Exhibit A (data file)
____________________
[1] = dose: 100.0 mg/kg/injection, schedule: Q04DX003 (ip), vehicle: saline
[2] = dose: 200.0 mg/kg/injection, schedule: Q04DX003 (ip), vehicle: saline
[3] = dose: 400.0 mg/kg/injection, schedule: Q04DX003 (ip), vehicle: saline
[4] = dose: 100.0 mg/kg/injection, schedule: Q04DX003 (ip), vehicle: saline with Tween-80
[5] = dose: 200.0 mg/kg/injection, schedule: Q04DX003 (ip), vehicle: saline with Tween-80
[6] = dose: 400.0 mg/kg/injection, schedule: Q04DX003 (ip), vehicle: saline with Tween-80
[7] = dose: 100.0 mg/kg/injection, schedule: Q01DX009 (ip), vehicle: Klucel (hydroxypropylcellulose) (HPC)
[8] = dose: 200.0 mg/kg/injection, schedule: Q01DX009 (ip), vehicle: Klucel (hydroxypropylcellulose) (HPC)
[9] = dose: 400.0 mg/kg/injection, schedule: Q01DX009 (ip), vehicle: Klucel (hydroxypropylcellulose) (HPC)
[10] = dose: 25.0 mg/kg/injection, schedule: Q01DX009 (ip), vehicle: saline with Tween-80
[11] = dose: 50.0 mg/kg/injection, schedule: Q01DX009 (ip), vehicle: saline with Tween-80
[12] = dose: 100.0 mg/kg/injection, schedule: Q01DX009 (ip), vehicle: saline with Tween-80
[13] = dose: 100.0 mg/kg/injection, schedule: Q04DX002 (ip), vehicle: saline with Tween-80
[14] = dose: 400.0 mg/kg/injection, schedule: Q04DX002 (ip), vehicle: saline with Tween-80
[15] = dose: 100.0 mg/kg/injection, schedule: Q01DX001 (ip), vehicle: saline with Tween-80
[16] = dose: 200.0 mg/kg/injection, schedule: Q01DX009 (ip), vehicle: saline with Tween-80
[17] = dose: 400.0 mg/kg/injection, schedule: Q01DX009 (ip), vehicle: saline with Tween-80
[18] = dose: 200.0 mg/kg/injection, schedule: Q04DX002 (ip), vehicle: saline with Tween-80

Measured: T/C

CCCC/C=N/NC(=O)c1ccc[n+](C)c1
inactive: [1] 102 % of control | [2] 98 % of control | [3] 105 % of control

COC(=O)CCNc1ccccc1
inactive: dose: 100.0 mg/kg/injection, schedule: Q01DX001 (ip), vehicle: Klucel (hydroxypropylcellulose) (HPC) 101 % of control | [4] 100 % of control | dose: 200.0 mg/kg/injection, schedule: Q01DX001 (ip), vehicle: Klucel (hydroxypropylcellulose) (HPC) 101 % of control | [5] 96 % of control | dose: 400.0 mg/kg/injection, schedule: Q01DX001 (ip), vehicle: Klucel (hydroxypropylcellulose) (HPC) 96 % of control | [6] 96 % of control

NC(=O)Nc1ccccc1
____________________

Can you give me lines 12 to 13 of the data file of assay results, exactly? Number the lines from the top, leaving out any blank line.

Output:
[12] = dose: 100.0 mg/kg/injection, schedule: Q01DX009 (ip), vehicle: saline with Tween-80
[13] = dose: 100.0 mg/kg/injection, schedule: Q04DX002 (ip), vehicle: saline with Tween-80